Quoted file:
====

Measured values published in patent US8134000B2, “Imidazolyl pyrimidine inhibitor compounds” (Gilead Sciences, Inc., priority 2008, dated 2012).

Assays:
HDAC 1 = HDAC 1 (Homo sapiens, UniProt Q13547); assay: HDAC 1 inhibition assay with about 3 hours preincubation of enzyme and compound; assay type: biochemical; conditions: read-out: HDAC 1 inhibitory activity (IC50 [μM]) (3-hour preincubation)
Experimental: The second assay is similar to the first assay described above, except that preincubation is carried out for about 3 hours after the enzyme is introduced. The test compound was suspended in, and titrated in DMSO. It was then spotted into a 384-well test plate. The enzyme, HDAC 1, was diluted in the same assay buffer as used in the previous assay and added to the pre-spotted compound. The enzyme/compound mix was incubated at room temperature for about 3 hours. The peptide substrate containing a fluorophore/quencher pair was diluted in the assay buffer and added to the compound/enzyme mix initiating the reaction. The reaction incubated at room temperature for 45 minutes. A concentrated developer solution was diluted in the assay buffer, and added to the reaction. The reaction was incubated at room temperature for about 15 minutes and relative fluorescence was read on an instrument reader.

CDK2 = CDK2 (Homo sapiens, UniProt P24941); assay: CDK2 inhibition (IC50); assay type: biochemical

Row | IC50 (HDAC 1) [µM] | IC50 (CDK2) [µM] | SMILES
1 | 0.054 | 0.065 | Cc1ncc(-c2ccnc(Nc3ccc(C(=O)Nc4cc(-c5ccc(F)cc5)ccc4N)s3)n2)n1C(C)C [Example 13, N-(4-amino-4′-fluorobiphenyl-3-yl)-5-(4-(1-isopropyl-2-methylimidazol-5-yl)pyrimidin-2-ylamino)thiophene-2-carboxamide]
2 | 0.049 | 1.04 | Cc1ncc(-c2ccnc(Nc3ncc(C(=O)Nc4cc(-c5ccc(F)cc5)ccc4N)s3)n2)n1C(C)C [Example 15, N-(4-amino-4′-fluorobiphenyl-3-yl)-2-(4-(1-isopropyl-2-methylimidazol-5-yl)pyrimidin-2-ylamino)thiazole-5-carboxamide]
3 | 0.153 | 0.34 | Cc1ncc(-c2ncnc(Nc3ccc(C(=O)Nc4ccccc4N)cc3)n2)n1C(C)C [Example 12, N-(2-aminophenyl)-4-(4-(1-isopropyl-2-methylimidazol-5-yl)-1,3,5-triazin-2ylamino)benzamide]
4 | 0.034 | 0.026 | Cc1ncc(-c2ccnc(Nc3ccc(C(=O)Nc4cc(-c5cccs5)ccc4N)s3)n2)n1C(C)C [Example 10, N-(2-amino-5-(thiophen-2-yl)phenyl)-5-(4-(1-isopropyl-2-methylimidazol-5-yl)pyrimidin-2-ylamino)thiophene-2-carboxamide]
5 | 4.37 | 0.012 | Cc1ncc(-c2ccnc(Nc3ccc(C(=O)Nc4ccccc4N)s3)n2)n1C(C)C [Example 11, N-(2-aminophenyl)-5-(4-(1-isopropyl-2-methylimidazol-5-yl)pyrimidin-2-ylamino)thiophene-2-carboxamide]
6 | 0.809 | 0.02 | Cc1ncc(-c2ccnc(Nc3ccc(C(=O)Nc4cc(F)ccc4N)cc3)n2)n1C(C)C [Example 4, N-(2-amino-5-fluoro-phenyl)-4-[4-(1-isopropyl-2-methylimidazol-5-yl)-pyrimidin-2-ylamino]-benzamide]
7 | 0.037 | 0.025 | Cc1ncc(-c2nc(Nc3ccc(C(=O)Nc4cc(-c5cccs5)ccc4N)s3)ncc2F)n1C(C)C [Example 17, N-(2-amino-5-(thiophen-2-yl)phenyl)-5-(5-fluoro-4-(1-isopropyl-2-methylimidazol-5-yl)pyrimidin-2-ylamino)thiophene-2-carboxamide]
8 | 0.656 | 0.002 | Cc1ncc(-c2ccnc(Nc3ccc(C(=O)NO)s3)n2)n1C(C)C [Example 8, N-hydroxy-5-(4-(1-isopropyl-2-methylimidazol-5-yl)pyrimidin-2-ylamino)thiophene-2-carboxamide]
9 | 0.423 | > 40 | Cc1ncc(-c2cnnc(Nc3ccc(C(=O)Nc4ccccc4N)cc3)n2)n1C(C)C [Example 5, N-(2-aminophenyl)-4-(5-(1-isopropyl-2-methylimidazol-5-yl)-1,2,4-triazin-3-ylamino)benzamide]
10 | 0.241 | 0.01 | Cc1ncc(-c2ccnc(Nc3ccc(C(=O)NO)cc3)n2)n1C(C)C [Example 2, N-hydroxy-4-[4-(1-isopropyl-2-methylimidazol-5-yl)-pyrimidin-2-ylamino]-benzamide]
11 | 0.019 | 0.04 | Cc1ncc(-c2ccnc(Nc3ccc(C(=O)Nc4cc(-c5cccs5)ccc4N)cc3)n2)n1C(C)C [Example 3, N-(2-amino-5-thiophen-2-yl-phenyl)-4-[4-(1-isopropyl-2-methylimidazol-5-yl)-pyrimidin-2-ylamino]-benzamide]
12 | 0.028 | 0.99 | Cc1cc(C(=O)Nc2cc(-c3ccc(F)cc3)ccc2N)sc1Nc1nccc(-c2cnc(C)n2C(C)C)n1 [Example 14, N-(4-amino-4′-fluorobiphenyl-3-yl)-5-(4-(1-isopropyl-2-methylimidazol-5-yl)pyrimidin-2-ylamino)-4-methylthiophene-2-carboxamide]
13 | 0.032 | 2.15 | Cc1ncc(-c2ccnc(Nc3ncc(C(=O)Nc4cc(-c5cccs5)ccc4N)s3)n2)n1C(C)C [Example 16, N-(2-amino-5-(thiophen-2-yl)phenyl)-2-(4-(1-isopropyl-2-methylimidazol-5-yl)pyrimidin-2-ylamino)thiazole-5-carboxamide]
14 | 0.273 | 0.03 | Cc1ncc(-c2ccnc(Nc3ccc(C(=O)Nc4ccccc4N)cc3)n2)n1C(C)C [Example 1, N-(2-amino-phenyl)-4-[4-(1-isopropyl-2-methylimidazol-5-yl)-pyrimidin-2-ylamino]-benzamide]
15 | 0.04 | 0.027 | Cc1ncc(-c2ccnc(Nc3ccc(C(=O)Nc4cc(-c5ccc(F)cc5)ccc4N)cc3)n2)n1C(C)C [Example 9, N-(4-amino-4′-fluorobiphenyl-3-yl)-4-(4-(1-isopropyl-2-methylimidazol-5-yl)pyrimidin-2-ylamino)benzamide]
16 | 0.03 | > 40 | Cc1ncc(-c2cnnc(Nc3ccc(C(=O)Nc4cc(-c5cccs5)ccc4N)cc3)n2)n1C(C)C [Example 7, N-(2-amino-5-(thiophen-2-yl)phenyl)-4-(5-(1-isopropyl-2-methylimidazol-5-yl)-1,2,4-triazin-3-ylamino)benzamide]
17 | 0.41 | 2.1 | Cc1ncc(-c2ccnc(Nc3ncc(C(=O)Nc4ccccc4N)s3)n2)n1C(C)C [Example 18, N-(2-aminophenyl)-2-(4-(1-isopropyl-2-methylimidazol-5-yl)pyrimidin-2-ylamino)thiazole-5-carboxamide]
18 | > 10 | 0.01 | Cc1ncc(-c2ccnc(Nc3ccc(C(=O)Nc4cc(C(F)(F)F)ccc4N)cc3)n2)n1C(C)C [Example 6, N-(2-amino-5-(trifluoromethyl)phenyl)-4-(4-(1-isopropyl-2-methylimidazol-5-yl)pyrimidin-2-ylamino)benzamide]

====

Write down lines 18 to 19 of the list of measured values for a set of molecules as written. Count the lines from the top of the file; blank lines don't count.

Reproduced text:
12 | 0.028 | 0.99 | Cc1cc(C(=O)Nc2cc(-c3ccc(F)cc3)ccc2N)sc1Nc1nccc(-c2cnc(C)n2C(C)C)n1 [Example 14, N-(4-amino-4′-fluorobiphenyl-3-yl)-5-(4-(1-isopropyl-2-methylimidazol-5-yl)pyrimidin-2-ylamino)-4-methylthiophene-2-carboxamide]
13 | 0.032 | 2.15 | Cc1ncc(-c2ccnc(Nc3ncc(C(=O)Nc4cc(-c5cccs5)ccc4N)s3)n2)n1C(C)C [Example 16, N-(2-amino-5-(thiophen-2-yl)phenyl)-2-(4-(1-isopropyl-2-methylimidazol-5-yl)pyrimidin-2-ylamino)thiazole-5-carboxamide]